Discover More About Children’s Day
In India, children’s Day is observed annually on November 14. Pandit Jawaharlal Nehru, India’s first prime minister, was born on this day in 1889. Given his love of children, he was given the nickname Chacha Nehru. Since his passing in 1964, his birthday has been recognised as Children’s Day.
However, World Children’s Day is marked on November 20.
What is the significance of Pandit Jawaharlal Nehru’s birthday designated as Children’s Day celebration in India?
Pt. Nehru was known for his fondness for children. In his opinion, children are the nation’s future and if we wish to safeguard our future, we must all act together to ensure a bright future for children. India began observing his birthday as Children’s Day in response to Nehru ji’s fondness towards children and his firm belief that children will shape our country for the better. The primary goal of this celebration was to raise awareness among all Indians of the importance of allowing children the opportunity to attend school. They have the right to make wise decisions. As a result, it is feasible to establish a prosperous, well-run nation while also securing the future of the following generation.
Jawaharlal Nehru once said that a country’s assets are not in its tangible property but rather in its educational institutions. We must therefore recognise our children as the nation’s resources, protect them, and work to ensure their future. At Bal Raksha Bharat, we completely concur with this. Children’s Day is enthusiastically observed throughout India. This special day honours Pt. Jawaharlal Nehru. The stories of Nehru’s contributions for the young minds of India are remembered on this day.
International Children’s Day Facts
Nothing about information is complete without some trivia and entertaining facts. Here are some fun facts about Universal Children’s Day you may tell your child.
- On January 6th, France observes Family Day in place of Children’s Day.
- Countries like Turkey and Argentina, among others, observe Children’s Day as a national holiday.
- In India, Children’s Day is observed on November 14 in honour of Jawaharlal Nehru, the country’s first prime minister and a man who adored children.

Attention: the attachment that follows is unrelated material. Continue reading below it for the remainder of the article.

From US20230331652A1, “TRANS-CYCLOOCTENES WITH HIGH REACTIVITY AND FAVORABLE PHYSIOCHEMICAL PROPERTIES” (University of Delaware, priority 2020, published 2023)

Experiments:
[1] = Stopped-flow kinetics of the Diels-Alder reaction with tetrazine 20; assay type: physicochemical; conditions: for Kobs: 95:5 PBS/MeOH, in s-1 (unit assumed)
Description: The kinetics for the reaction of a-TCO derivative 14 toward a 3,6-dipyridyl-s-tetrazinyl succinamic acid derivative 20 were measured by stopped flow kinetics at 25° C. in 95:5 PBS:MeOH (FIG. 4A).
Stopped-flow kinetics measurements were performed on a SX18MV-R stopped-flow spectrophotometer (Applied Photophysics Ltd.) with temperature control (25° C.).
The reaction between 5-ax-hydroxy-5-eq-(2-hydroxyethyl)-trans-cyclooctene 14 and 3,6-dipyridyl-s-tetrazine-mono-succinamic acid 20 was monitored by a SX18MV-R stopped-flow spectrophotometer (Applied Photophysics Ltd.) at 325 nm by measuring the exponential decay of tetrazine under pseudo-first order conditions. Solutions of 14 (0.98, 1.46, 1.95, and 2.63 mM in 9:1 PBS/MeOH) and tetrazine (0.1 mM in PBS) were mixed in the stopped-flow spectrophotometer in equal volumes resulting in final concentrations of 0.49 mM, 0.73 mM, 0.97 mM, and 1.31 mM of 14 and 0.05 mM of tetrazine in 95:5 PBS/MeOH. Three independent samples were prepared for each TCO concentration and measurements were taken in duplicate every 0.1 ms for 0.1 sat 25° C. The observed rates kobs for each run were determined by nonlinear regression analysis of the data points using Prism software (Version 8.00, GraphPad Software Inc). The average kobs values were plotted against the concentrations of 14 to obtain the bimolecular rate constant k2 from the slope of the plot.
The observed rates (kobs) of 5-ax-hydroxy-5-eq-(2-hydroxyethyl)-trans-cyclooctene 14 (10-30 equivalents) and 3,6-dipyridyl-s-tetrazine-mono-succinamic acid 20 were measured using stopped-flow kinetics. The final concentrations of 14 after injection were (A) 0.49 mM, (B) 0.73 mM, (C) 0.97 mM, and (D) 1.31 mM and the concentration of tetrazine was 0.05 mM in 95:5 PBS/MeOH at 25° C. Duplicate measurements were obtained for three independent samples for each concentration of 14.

- From the Saturday before Universal Children’s Day until the following Sunday, Australia observes “Children’s Week.”
- On June 1st, 1925, Geneva, Switzerland, recognised June 1 as International Children’s Day.
What are a Child’s Rights?
The rights of children outlined in the Indian Constitution are as follows:
- Children’s rights acknowledge the basic rights that all people have, including the right to life, the rule against discrimination, and the right to dignity via the preservation of one’s mental and physical integrity (protection against slavery, abuse, exploitation, etc.)
- Civil and political rights for children include things like the right to an identity, the right to a country, etc.
- Economic, social, and cultural rights for children include the right to an education, the right to a reasonable standard of living, the right to health, and others.
- Individual rights for children include the right to live with one’s parents, the right to an education, the right to protection, etc.
- Collective rights for children include those of disabled children, children of immigrants, children from underrepresented groups, and children of refugees.
- All children in the age range of 6 to 14 have the right to receive a free, required, primary education.
- Children must be protected against any dangerous jobs or maltreatment of any kind.
- Children have the right to proper early care and education.
- Children have the right to be shielded from having to work jobs that are not suited to their strength or age in order to meet any kind of financial obligation.
- Children have the right to equitable and fair opportunities for growth.
- Children are entitled to the right to freedom, respect for human dignity, and total protection from exploitation.
As per the United Nations Convention on the Rights of the Child (UNCRC), child rights are minimum entitlements that should be given to all people below the age group of 18 years. The UNCRC’s aim is to set forth the fundamental human rights that ought to be accorded to children. These rights can be divided into four categories. All of a child’s civil, political, social, economic, and cultural rights are included in these four categories.
- Right to Survival: A child’s right to life begins even before birth. A child’s life begins, in accordance with the Indian government, twenty weeks after conception. The right to survival, then, includes the child’s right to life, the right to minimal standards of food, housing, and clothes, and the right to live honourably.
- Right to Protection: A child has the right to protection from abuse, exploitation, and neglect both at home and outside.
- Right to Participation: A child has the right to take part in any decision-making that affects him or her directly or indirectly.
- Right to Development: Children have the right to all types of development, including emotional, mental, and physical development. The correct care and affection of a support network, mental development through education and learning, and physical development through play, recreation, and nutrition all contribute to emotional and mental development.
On this Children’s Day, reach out to a child who has the will to overcome all obstacles and carve a better future for themself but lacks the means. Your decision to help children with NGOs such as Bal Raksha Bharat, will guarantee that they receive their get access to quality education, healthcare and protection.